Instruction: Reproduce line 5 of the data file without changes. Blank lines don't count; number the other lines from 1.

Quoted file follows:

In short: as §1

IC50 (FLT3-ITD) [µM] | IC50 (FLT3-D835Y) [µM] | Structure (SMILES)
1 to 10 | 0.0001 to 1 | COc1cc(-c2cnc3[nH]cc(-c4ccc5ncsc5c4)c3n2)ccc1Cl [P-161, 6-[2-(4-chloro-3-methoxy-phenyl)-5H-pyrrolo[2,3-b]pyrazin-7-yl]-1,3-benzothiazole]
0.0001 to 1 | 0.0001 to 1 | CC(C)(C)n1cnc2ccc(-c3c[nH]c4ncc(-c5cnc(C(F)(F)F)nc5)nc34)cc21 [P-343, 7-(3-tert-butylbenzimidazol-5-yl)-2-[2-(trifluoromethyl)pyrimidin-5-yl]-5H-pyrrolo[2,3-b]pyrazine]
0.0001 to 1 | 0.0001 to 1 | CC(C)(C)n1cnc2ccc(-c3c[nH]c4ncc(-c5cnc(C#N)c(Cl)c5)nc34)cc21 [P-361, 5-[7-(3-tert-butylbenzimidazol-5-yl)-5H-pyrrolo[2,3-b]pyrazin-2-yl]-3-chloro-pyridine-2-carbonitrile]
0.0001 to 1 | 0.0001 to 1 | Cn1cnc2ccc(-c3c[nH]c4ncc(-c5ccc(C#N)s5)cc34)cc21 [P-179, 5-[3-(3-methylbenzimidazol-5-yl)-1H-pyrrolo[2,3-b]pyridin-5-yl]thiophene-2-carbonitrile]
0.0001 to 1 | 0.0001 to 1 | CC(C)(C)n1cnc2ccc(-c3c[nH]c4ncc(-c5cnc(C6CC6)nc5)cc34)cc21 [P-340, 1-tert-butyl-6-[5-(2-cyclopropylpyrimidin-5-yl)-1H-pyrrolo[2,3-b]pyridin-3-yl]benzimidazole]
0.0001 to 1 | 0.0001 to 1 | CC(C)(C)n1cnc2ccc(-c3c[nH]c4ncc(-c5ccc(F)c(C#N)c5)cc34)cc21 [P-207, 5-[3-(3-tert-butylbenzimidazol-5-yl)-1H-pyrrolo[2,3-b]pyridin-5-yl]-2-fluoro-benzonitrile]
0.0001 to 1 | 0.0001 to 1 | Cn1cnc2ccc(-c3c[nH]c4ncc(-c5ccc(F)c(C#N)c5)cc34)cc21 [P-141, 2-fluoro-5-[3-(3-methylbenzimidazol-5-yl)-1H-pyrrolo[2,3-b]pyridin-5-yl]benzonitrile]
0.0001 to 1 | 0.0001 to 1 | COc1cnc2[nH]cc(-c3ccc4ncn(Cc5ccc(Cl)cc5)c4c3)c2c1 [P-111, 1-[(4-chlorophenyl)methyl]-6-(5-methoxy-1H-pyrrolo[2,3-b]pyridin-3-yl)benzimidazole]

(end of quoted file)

0.0001 to 1 | 0.0001 to 1 | CC(C)(C)n1cnc2ccc(-c3c[nH]c4ncc(-c5cnc(C#N)c(Cl)c5)nc34)cc21 [P-361, 5-[7-(3-tert-butylbenzimidazol-5-yl)-5H-pyrrolo[2,3-b]pyrazin-2-yl]-3-chloro-pyridine-2-carbonitrile]